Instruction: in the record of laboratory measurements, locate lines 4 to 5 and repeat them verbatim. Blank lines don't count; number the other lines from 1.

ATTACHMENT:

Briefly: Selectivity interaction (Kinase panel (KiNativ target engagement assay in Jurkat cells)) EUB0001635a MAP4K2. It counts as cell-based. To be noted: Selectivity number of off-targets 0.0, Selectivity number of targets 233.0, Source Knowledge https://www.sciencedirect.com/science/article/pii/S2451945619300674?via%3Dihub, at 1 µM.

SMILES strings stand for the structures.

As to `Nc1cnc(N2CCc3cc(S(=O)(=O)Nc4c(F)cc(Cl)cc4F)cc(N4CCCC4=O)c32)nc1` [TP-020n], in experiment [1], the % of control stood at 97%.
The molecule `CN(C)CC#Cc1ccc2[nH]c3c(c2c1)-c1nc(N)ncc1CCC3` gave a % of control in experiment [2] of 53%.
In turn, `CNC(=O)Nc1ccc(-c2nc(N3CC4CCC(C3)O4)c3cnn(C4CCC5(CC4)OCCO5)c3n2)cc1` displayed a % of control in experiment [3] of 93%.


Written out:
The molecule `CN(C)CC#Cc1ccc2[nH]c3c(c2c1)-c1nc(N)ncc1CCC3` gave a % of control in experiment [2] of 53%.
In turn, `CNC(=O)Nc1ccc(-c2nc(N3CC4CCC(C3)O4)c3cnn(C4CCC5(CC4)OCCO5)c3n2)cc1` displayed a % of control in experiment [3] of 93%.